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This Month in Soka Gakkai History (July)

Philadelphia. Photo by Jonathan Wilson.


Mentor and Disciple Day

In 1945, Josei Toda, then-Soka Gakkai general director, was released from prison after being incarcerated for two years for refusing to forsake his faith, violating the wartime Peace Preservation Law. On the same day in 1957, a young Daisaku Ikeda, then-youth division chief of staff, was arrested by the Osaka Prefectural Police on false charges of violating election campaigning laws. On Jan. 25, 1962, he was acquitted of all charges. (See The Human Revolution, “Dawn” and “Osaka” chapters; and The New Human Revolution, vol. 5, “Lion” chapter)


80 Years Since the Persecution of Mr. Makiguchi and Mr. Toda 

In 1943, Japan’s militarist government arrested Tsunesaburo Makiguchi and Josei Toda for violating the Peace Preservation Law and lèse-majesté. The following year on Nov. 18, Mr. Makiguchi passed away in prison at the age of 73. (See The Human Revolution, “Dawn” chapter)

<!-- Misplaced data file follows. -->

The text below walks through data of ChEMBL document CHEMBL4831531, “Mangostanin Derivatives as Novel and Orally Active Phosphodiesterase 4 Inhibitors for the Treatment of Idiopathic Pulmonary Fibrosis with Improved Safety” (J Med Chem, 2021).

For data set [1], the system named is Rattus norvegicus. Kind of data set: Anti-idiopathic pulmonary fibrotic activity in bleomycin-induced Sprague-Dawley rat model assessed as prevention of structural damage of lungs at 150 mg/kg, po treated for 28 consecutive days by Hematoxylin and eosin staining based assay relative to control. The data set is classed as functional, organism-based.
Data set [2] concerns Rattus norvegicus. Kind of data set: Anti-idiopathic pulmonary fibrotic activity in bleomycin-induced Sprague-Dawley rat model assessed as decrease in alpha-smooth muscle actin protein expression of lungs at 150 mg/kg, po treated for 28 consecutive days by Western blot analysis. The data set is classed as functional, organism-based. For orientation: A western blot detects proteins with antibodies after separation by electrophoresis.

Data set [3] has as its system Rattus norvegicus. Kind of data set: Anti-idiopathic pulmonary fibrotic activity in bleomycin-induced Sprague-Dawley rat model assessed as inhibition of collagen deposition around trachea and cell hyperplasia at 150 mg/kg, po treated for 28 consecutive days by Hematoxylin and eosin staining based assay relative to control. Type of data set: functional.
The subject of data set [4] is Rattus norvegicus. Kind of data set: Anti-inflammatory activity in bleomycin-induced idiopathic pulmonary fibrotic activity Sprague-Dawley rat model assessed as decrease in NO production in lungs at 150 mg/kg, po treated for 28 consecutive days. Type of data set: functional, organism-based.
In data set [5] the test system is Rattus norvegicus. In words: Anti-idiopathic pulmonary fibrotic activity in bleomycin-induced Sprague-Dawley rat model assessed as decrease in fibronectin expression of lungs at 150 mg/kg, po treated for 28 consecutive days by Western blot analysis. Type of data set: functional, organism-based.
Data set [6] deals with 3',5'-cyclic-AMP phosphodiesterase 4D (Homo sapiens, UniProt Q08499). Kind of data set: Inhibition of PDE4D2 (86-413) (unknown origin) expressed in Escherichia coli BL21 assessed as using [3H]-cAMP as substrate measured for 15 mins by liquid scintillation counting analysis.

Byakuren Group Established 

In 1966, Ikeda Sensei gave the name “Byakuren” to the young women supporting Soka Gakkai activities behind the scenes. This was announced in the July 8, 1966, Seikyo Shimbun, establishing it as an official training group. (See NHR-24, “Vigilant Safeguarding” chapter)


Young Men’s Division Established 

In 1951, some 100 young men gathered with newly inaugurated Soka Gakkai President Josei Toda at the former Soka Gakkai Headquarters building, establishing the young men’s division. (See The Human Revolution, “Overwhelming Joy” chapter)


Tokyo and Osaka Rallies 

The Tokyo Rally was held on July 12, 1957, in response to Sensei’s unjust arrest on July 3. The Osaka Rally was held on July 17, where members celebrated his release from jail the same day. (See The Human Revolution, “Osaka” chapter; and NHR-5, “Lion” chapter) 


Young Women’s Division Established 

In 1951, 74 young women gathered with President Toda at the former Soka Gakkai Headquarters building for the inaugural meeting of the young women’s division. (See The Human Revolution, “Overwhelming Joy” chapter)


Fife and Drum Corps Established 

In 1956, the young women’s Fife and Drum Corps was founded with 33 members. (See NHR-14, “Mission” chapter)

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